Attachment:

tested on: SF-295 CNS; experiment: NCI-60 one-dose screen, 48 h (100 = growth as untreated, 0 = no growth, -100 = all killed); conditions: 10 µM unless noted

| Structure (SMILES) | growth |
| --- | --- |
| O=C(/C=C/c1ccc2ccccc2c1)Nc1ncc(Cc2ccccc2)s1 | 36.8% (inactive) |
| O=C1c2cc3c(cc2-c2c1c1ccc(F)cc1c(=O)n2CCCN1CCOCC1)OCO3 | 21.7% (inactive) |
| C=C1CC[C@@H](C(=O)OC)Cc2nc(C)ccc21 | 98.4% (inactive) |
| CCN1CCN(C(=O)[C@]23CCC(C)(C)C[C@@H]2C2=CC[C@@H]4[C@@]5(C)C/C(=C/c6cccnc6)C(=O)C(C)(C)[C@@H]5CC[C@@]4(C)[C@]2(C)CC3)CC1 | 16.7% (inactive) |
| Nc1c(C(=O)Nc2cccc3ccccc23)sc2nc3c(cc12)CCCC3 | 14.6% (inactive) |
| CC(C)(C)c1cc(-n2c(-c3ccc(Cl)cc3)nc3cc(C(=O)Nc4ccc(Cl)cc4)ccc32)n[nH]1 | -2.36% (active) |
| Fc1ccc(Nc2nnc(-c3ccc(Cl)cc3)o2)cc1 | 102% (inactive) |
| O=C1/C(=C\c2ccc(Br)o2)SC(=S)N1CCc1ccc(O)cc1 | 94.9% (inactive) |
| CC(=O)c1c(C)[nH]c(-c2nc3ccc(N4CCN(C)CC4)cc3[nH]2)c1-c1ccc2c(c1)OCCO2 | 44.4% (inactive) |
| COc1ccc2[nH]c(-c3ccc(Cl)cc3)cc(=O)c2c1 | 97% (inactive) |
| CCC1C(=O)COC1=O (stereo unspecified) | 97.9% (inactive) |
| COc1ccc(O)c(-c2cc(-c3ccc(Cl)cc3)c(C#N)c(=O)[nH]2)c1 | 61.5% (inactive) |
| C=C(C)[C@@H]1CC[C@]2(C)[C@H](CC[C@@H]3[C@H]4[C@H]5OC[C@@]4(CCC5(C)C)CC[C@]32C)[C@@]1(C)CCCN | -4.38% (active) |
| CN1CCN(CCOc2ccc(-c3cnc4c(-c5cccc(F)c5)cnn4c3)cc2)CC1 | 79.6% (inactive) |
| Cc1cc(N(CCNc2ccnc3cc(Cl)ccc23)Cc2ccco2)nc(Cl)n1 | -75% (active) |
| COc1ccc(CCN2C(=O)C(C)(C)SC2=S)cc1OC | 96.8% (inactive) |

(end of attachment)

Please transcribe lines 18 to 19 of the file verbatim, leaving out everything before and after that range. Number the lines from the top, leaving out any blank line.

| Cc1cc(N(CCNc2ccnc3cc(Cl)ccc23)Cc2ccco2)nc(Cl)n1 | -75% (active) |
| COc1ccc(CCN2C(=O)C(C)(C)SC2=S)cc1OC | 96.8% (inactive) |